In every country, there are people who are denied the right to pursue a life of their choosing because they are excluded from the formal financial sector. The inequality created by this lack of access to financial tools impacts the socioeconomic mobility of these populations and hinders them from escaping poverty. There are two technical terms that describe this phenomenon, financial exclusion and financial inclusion. In this post, we will discuss both terms, explain the differences between them, and provide illustrative examples of what the terms represent.
Financial exclusion is seen when governmental or institutional barriers impede people or businesses from reasonable and affordable access to basic financial services. Basic financial services are offerings such as formal bank accounts, insurance, transaction services, and loans.
Due to Nigeria’s struggle with financial inclusion, rates of financial exclusion have remained practically unchanged for years. Financially excluded Nigerians are unable to join the formal financial sector for a variety of reasons. Although each individual situation is different, some of the key obstructing factors keeping Nigerians from accessing essential financial services are: lack of funds, lack of required documentation for bank account ownership, inadequate financial literacy, lack of close proximity banks, high service fees, and more.
Barriers that exclude people and businesses from access to financial services, like those examples from Nigeria, can be hard for individuals to overcome themselves. This is in part due to the need for institutions and regulators to come together and focus on removing some of the systemic barriers. Evidence shows that financial exclusion inhibits people from making decisions that can positively impact their livelihoods and at a macro scale, limits economic growth
Without access to bank accounts, it is extremely challenging to save money. Although many emerging markets are largely cash-based, it is extremely expensive and risky to hold earnings in cash. Without a bank account to put earnings in, money for financially excluded people and businesses is constantly at risk of being stolen. Access to savings accounts make a large impact on the financially excluded by providing safe holding and accountability. For example, a study was conducted where female market vendors in Kenya were set up with simple bank accounts and in just 4-6 months these women were able to increase their daily investment in their businesses about 38% to 56%.
These results further emphasize the importance of access to financial services for socioeconomic mobility and highlight the impact of financial exclusion on the poor. Organizations all over the world are working on solving the complex problems that lead to financial exclusion, however, when the efforts on the topics are discussed the term used more often to describe the situations is “financial inclusion.”
The World Bank defines financial inclusion to mean, “that individuals and businesses have access to useful and affordable financial products and services that meet their needs—transactions, payments, savings, credit, and insurance—delivered in a responsible and sustainable way.” Per this definition, financial exclusion and financial inclusion seem like they are exact opposites—financial exclusion referring to people without access to financial services and financial inclusion referring to people who do have access to financial services—however, there is a key distinction between the two terms. While financial exclusion is the problem and financial inclusion is the solution, the main factor that sets the two terms apart is that financial inclusion refers to a financial sector that provides financial services sustainably and responsibly to people of all socioeconomic classes.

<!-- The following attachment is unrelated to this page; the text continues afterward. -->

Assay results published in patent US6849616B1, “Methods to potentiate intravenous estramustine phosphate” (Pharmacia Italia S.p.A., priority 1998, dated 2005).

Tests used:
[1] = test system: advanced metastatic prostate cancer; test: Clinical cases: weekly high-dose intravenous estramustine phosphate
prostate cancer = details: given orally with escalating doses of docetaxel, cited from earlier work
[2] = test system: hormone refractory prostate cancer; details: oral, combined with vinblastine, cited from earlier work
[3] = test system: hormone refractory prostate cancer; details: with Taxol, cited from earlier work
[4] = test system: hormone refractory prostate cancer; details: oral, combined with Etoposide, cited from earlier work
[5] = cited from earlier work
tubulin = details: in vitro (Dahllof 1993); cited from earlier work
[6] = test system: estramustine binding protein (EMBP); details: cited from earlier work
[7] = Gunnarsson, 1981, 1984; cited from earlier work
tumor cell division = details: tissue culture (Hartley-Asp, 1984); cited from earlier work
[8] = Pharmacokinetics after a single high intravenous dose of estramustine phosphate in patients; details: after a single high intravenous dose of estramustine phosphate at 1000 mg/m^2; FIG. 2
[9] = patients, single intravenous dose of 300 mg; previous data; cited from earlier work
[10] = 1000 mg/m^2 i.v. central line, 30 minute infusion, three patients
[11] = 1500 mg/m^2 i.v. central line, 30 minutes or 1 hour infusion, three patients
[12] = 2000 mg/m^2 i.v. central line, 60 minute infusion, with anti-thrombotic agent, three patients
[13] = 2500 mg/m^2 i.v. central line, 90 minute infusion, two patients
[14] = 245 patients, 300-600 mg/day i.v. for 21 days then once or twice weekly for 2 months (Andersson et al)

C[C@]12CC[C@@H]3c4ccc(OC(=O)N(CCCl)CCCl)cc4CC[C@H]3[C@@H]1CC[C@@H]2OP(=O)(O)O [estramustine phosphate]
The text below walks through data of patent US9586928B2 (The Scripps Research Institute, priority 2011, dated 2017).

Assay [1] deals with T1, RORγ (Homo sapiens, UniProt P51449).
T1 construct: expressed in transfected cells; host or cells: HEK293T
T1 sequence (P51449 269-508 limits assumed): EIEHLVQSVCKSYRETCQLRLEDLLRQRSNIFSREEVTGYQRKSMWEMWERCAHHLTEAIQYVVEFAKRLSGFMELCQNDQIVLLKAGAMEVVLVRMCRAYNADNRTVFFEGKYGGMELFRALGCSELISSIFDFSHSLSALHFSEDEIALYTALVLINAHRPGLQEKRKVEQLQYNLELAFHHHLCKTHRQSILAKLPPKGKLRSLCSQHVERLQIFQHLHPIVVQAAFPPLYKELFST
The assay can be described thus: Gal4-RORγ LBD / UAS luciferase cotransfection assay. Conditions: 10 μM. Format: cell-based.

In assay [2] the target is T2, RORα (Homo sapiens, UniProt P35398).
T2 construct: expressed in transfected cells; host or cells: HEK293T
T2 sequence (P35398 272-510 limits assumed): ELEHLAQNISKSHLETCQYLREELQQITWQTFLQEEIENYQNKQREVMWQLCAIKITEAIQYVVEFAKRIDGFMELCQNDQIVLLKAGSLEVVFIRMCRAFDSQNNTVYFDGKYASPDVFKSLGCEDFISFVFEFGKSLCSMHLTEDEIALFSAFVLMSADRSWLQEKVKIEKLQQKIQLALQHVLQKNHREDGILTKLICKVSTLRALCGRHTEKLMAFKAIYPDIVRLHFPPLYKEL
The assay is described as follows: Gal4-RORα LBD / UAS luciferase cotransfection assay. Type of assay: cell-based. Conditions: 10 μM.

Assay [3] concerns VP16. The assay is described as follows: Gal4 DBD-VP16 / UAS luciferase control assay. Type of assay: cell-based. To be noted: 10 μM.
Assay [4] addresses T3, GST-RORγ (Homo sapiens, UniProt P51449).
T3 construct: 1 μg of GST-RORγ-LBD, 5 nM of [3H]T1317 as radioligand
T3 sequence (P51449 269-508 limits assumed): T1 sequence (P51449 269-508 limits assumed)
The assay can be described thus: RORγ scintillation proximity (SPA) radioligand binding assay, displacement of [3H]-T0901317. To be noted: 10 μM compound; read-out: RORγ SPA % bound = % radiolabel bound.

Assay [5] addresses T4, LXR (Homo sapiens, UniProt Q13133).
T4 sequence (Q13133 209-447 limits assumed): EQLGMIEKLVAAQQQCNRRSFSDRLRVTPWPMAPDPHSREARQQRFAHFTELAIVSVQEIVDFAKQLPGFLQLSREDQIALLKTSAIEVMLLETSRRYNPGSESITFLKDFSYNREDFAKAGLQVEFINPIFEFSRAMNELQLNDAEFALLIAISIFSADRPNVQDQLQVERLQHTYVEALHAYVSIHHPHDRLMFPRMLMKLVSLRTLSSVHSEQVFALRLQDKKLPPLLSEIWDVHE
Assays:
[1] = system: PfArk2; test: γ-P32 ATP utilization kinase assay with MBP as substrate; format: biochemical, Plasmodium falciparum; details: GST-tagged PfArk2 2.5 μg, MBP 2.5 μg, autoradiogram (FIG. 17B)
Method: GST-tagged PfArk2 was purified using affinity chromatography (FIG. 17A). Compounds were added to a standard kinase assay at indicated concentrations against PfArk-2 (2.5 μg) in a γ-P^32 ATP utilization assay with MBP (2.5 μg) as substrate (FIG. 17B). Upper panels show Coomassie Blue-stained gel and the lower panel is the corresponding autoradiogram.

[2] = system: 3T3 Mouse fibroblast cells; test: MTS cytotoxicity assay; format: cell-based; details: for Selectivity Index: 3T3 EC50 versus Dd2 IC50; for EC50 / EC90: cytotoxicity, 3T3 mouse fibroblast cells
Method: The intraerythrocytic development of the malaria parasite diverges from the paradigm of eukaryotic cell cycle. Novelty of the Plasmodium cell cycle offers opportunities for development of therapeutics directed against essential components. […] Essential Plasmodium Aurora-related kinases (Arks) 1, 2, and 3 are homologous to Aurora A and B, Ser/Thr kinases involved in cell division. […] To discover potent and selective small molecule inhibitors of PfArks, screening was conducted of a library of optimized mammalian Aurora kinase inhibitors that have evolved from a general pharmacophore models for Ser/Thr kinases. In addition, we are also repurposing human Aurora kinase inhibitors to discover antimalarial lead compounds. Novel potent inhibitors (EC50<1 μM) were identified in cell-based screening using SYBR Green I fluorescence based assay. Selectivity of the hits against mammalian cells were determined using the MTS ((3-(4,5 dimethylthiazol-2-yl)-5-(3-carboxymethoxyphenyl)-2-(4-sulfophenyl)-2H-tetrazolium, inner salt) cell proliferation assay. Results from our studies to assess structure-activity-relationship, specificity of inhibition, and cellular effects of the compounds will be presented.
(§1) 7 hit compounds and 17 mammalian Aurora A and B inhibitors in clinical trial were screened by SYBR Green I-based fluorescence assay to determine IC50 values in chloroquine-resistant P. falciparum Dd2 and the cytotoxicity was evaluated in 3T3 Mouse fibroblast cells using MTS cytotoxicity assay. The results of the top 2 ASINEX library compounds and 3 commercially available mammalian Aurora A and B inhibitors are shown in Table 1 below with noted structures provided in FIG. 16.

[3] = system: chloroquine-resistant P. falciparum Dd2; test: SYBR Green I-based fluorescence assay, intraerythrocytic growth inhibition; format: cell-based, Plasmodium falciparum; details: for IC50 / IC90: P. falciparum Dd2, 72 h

In the context of global development, the sustainability and responsibility aspects are extremely important. Financial inclusion is a key aspect of solving bigger problems in poverty, such as those outlined in the UN’s Sustainable Development Goals. Responsibility and sustainability of international development—including increasing financial inclusion—are of the utmost importance because, as we have seen through development efforts in the past, short-term solutions do not often lead to lasting positive change.
Just as handing out laptops to children living in poverty won’t solve issues surrounding low literacy rates in the long run, giving people bank accounts or access to mobile money services won’t solve financial exclusion issues long-term. The discovery of sustainable solutions through monitoring, evaluation, and learning is paramount in moving toward more financially inclusive societies.
In response to the need for research surrounding financial inclusion, GeoPoll ran a study on the State of Financial Services in Sub-Saharan Africa to understand how youth in six African nations spend, save, and invest. Through our research, we found higher than expected rates of financial exclusion in even the middle- and upper-class populations, which only points further to the need for more research on various aspects of access to financial services.
GeoPoll is leading new research in rural or remote locations through innovative mobile technologies. Our platform is used by development organizations as well as commercial businesses seeking a deeper understanding of how individuals in emerging markets perceive, utilize, and interact with financial service providers. To learn more about how GeoPoll can help your organization conduct research on financial exclusion or financial inclusion, read our recent report and contact us today.